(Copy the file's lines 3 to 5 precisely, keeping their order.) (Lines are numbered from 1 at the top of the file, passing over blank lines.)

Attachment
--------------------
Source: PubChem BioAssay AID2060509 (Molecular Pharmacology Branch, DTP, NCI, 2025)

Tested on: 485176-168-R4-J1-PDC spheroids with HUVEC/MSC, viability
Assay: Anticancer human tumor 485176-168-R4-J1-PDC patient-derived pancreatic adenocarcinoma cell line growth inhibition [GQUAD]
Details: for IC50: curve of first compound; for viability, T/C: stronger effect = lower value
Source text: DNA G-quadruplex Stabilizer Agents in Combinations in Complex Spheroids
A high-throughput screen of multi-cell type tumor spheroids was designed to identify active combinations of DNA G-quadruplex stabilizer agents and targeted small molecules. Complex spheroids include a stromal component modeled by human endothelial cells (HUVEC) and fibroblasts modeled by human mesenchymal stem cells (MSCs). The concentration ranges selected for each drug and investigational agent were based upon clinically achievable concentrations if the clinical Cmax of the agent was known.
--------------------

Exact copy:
Assay: Anticancer human tumor 485176-168-R4-J1-PDC patient-derived pancreatic adenocarcinoma cell line growth inhibition [GQUAD]
Details: for IC50: curve of first compound; for viability, T/C: stronger effect = lower value
Source text: DNA G-quadruplex Stabilizer Agents in Combinations in Complex Spheroids